Write of Way by Mary Lou Sanelli

Wednesday, March 01, 2023 10:39 PM | Debbi Lester (Administrator)

Looking Back at the Italian Festival

My good friend Dennis invited me to sign copies of my new book at our last Italian Festa and I was thrilled. The invitation gets better: “I can’t find another Italian author this year. You can have the table to yourself.”

Well, an invitation like that doesn’t come along all that often.

Now, at a festival celebrating all things Italian—and by “all things” I mean what 99% of the people come for: the food—I knew most vendors would be selling gelato or cannoli or pasta or pizza. Even so, I accepted the invitation. Courage can be its own sort of blessing.

My first no-sale of the day was a man who picked up my book and read the cover. I tried to summarize what the book is about, which is always hard to do, for others, for myself. He nodded but I could tell from his eyes that I’d lost him. You usually do, going on about your book. The key is finding balance between explanation and too much. You want to say enough to make the book appealing but leave room for imagination. He turned my book over to read the back. He read the cover again. He read the spine. Then he took about twenty minutes telling me about his own writing. He told me about his grown children. He told me about his dog. But this is normal. The world is full of lonely people. If I even begin to imagine how many, I could cry. Still, I thought the whole encounter was funny, but not funny laugh-out-loud-ha-ha-ha-ha-ha. I imagined myself waving a wand to make the whole weekend pass quickly.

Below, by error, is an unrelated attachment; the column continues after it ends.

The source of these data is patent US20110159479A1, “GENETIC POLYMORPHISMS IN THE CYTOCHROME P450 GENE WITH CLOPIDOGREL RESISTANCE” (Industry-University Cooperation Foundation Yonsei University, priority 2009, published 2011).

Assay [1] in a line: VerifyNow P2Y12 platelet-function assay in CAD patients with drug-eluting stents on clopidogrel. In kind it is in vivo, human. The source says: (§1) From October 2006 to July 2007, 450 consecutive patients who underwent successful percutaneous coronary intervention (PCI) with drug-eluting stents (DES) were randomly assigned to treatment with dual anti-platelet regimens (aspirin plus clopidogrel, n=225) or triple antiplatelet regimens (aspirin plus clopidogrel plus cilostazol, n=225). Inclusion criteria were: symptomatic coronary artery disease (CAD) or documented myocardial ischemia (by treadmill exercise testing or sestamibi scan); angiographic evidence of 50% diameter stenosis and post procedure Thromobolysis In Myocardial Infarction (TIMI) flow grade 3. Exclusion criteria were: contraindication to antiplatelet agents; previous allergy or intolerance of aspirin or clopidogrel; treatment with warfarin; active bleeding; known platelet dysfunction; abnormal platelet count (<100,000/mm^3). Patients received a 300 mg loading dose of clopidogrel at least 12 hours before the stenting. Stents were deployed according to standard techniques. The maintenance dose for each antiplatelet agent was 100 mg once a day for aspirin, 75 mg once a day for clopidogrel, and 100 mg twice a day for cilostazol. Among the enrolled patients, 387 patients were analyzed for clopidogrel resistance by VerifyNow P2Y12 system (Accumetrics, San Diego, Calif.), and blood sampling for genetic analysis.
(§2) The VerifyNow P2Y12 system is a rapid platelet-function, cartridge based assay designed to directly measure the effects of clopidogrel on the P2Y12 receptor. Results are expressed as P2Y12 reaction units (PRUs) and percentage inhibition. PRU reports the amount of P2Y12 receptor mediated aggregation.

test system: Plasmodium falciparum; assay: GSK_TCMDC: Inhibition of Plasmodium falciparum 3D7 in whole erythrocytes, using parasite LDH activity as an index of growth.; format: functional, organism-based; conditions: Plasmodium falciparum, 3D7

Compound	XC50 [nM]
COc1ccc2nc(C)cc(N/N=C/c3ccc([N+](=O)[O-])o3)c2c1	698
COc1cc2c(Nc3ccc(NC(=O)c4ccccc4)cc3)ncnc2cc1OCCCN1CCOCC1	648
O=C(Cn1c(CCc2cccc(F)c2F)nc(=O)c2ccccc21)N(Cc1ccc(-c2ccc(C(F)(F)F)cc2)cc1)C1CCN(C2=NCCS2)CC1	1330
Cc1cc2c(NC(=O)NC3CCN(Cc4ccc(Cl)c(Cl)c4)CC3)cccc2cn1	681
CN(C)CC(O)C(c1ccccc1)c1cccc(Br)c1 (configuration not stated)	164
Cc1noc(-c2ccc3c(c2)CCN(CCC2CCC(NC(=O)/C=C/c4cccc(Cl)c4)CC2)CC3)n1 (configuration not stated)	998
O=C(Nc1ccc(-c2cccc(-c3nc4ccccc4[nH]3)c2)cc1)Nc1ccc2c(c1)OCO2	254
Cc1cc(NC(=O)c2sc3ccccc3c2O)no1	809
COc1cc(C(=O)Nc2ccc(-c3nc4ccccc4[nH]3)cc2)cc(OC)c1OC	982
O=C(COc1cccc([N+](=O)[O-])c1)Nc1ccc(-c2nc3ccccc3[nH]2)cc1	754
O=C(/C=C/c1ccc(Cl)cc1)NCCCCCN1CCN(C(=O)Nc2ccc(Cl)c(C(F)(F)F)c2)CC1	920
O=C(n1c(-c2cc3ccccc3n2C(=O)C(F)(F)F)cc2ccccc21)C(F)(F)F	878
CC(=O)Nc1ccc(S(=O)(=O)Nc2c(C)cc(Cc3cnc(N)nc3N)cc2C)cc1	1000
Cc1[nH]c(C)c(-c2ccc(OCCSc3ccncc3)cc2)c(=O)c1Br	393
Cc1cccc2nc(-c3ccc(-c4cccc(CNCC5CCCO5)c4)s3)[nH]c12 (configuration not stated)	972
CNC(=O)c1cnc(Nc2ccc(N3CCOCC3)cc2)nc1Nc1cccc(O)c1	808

And then.

A teacher looked through my new children’s book and said, “I’ll take five of these.” Oh. Those. Words. Those generous words. I can’t help it, I thought, I love this. I love selling my books. You’d think I’d love the whole new world of internet connection, but for me, the best experience is all about meeting my readers. Things were starting to look up.

I’ve been selling my creativity my entire life. I know you must be thinking, really, your entire life?  But it’s true. Since year four. Painted rocks. Popsicles with pansies frozen within, edible art long before its time. Handmade puppets, clutches, note cards. Drumming up business. Scared to death, but excited. Alive.

A well-dressed man (shirt, tie, dress pants made of whatever it is that fabric with a sheen is made of these days), scolded me when I couldn’t answer his question in Italian. In the Northwest, I often feel like I act too Italian compared to the general population. But today, he is not the first person who has made me feel like I am not Italian enough.

This makes me smile.

By Sunday, I was out of books (out of books!), so I packed up early, and on my way out the door, I turned back to see Dennis watching the band. He’d just pulled off Seattle’s 30th festival with knack and finesse. I wished I could’ve stayed and danced, but I had to go, and I didn’t want to bother Dennis, not even with a personal “ciao e grazie di tutto” which can take a lot of oomph, good oomph, but still oomph, so I’m saying it here.

Mary Lou Sanelli

Mary Lou Sanelli is the author of Every Little Thing, a collection of essays that was nominated for a Pacific Northwest Book Award and a Washington State Book Award. Her previous titles include poetry, fiction, and non-fiction. For more information about her and her work, visit www.marylousanelli.com.

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